DISCUSSION

The disease should be suspected in patients presenting postoperative vertigo and persistent sensorineural dysacusia within six months of surgery.2 The differential diagnosis is made with perilymphatic fistula and stapedotomy long prosthesis. High resolution computed tomography may be used, since this method makes it possible to identify these conditions.4

A foreign body reaction has been suggested as the hypothesis, although autoimmune reactions, infection and local inflammation have not been discarded.1 The most common filling materials in stapedotomy that have been associated with granuloma are blood and gelfoam; in stapedectomy, these materials are fat and gelfoam.3 They are used to fill in the oval window and to decrease the risk of a perilymphatic fistula. An animal experimental model showed that gelfoam placed in the open oval window niche caused injury to the basilar membrane on histology.5

Surgical treatment may be exploratory tympanotomy with removal of the granuloma and the prosthesis; a second prosthesis may be placed, or the granuloma may be removed only. Clinical therapy is done with corticosteroids and antibiotics.3

Even though there are no published papers specifically on the treatment of granulomas, several authors, based on their experience, have obtained better results by combining corticosteroids and early revision with removal of the granuloma and placement of a new prosthesis.3,6

 

FINAL COMMENTS

Granulomatous reaction following stapedotomy/stapedectomy is rare, rather annoying for patients, and frustrating for surgeons. Unfortunately, there are not predictive patterns for its occurrence. We should be ready to deal with this situation, notwithstanding its rarity.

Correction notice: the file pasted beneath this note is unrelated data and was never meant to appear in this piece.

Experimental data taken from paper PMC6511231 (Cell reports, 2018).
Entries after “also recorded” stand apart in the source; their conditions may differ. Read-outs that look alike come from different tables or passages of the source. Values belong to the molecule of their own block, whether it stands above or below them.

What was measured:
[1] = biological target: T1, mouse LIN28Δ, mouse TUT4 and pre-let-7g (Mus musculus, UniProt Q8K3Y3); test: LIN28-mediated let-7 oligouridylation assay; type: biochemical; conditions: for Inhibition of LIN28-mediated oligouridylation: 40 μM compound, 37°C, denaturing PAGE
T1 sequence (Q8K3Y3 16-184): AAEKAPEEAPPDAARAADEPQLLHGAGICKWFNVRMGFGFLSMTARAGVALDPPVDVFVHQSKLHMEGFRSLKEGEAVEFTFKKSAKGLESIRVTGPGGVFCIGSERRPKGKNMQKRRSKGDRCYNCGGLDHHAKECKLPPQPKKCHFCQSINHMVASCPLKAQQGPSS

REFERENCES

1. Harris I, Weiss L. Granulomatous complications of the oval window fat grafts. Laryngoscope. 1962;72:870-85.         [ Links ]

2. Fenton JE, Turner J, Shirazi A, Fagan PA. Post-stapedectomy reparative granuloma: a misnomer. J Laryngol Otol. 1996;110(2):185-8.         [ Links ]

3. Seicshnaydre MA, Sismanis A, Hughes GB. Update of reparative granuloma: survey of the American Otological Society and the American Neurotology Society. Am J Otol. 1994;15(2):155-60.         [ Links ]

4. Mann WJ, Amedee RG, Fuerst G, Tabb HG. Hearing loss as a complication of stapes surgery. Otolaryngol Head Neck Surg. 1996;115(4):324-8.         [ Links ]

5. Bellucci RJ, Wolff D. Tissue reaction following reconstruction of the oval window in experimental animals. Ann Otol Rhinol Laryngol. 1960;69:517-39.         [ Links ]

6. Tange RA, Schimanski G, van Lange JW, Grolman W, Zuur LC. Reparative granuloma seen in cases of gold piston implantation after stapes surgery for otosclerosis. Auris Nasus Larynx. 2002; 29(1):7-10.         [ Links ]

 

 

Send correspondence to:
Danilo Kanashiro Segalla
Av. Dr. Altino Arantes 648 Ap. 71
São Paulo-SP 04042-003
E-mail: danilosegalla@yahoo.com.br

Paper submitted to the BJORL-SGP (Publishing Management System - Brazilian Journal of Otorhinolaryngology) on July 29, 2007; and accepted on September 11, 2007. cod. 4690